Montelukast - Use | Dose | Side Effects
Montelukast is a drug from the group of leukotriene receptor antagonists. Cysteinyl leukotrienes are potent inflammatory mediators that are released in the airways smooth muscles. By blocking the effects of these substances, it prevents the development of bronchoconstriction and reduces the mucous secretion. Montelukast is used to treat asthma and to reduce incidence of asthmatic attacks.
Montelukast is not intended for the treatment of asthma attacks once they occur, but is only used to prevent/reduce the occurrence of asthma attacks.
It has an excellent safety profile and it does not cause significant and serious adverse effects.
It is associated with an increased incidence of eosinophilia (high number of eosinophils - a type of white blood cells), so if you notice a skin rash you should call your doctor.
Montelukast, pregnancy and breastfeeding
Studies on animals revealed no adverse effects on pregnancy and prenatal development, which is why AU TGA and FDA assigned this drug to group B. Consult with your doctor before you start taking this drug during pregnancy.
Montelukast should be used during breastfeeding only if necessary. Studies on rats have shown that this drug is excreted into milk, but there is no information whether this drug is excreted into human milk.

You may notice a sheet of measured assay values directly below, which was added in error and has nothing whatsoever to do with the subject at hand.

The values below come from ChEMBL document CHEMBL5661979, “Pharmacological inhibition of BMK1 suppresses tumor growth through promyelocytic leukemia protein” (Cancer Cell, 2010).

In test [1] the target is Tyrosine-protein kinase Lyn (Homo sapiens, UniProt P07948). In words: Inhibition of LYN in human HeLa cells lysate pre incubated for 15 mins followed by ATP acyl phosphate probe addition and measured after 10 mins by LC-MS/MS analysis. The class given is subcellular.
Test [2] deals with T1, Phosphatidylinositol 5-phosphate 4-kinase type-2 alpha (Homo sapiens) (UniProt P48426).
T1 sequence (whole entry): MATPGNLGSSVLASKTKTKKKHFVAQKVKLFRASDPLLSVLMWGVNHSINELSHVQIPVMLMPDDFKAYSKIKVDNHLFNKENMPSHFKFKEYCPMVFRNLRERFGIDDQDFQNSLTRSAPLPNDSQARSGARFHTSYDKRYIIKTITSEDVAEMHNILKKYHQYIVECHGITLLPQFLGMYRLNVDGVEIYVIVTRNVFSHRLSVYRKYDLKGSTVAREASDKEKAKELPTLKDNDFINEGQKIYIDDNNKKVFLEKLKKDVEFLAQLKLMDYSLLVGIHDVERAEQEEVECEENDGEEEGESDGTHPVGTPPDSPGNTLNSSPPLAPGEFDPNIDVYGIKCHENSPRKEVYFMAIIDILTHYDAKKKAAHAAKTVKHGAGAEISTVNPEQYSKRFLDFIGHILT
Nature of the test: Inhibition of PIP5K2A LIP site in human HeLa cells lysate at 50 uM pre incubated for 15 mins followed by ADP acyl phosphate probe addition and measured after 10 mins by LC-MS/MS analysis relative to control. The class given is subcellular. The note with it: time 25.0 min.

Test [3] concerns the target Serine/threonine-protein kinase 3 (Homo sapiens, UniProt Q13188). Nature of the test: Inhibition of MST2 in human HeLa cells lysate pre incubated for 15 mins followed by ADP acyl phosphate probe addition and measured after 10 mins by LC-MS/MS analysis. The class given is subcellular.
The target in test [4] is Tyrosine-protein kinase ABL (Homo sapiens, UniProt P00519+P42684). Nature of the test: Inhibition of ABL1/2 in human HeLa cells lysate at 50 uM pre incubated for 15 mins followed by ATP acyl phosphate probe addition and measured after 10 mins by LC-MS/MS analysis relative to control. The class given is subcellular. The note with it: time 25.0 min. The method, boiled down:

The recommended dose for the treatment of asthma and allergic rhinitis in patients older than 15 years is 10 mg once daily, in the evening, regardless of the meals.
Dose adjustment is not required for patients who have impaired renal or hepatic function, as well as in elderly patients.
For children aged 6-15 years, the recommended dose is 5 mg of Montelukast (in the form of chewable tablets) once a day, in the evening.
For children aged 2-5 years, the recommended dose is 4 mg of Montelukast (in the form of chewable tablets) once a day, in the evening.
For children aged 1-2 years, the recommended dose is 4 mg of Montelukast (in the form of granules - one sachet contains 4 mg of Montelukast) once a day.
Montelukast does not enter into major interactions with other drugs or food. This drug is metabolized by the enzyme CYP3A4 and should not be co-administered with inducers of this enzyme because these interactions can reduce concentration of Montelukast in the blood which will reduce its efficiency.
Therefore, caution is recommended during concomitant use of Montelukast with the following CYP3A4 inducers:
- Phenytoin and phenobarbital (medications used to treat epilepsy)
- Rifampicin (medicine used to treat tuberculosis)
The most commonly reported adverse effects are headache, upper respiratory tract infection and abdominal pain.
Montelukast may also cause the following adverse reactions:
- Eosinophilia (occurs very rarely)
- Unusual susceptibility to bleed
- Suicidal ideation
- Churg-Strauss syndrome
- Dry mouth
- Muscle ache
- Joint ache